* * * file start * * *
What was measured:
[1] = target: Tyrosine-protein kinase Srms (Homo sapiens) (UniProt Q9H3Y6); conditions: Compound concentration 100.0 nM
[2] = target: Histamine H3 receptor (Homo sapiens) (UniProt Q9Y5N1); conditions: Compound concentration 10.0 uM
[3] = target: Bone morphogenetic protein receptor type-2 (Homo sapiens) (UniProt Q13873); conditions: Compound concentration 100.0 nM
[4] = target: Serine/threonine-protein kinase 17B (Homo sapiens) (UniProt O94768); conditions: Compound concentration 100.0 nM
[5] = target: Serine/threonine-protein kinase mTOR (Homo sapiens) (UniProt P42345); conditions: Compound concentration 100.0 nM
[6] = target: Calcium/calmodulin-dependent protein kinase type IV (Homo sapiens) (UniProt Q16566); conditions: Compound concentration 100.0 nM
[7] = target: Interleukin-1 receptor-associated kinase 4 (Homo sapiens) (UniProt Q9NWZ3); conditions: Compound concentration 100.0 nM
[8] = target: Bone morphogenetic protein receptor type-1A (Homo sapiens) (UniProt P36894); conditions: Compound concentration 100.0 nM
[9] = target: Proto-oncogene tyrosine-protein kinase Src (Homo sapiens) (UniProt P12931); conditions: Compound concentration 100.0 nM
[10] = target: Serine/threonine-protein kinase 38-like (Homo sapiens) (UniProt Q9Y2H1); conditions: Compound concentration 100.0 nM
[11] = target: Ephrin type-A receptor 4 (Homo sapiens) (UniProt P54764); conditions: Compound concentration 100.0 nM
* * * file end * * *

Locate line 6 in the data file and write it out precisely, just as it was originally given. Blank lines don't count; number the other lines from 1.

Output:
[5] = target: Serine/threonine-protein kinase mTOR (Homo sapiens) (UniProt P42345); conditions: Compound concentration 100.0 nM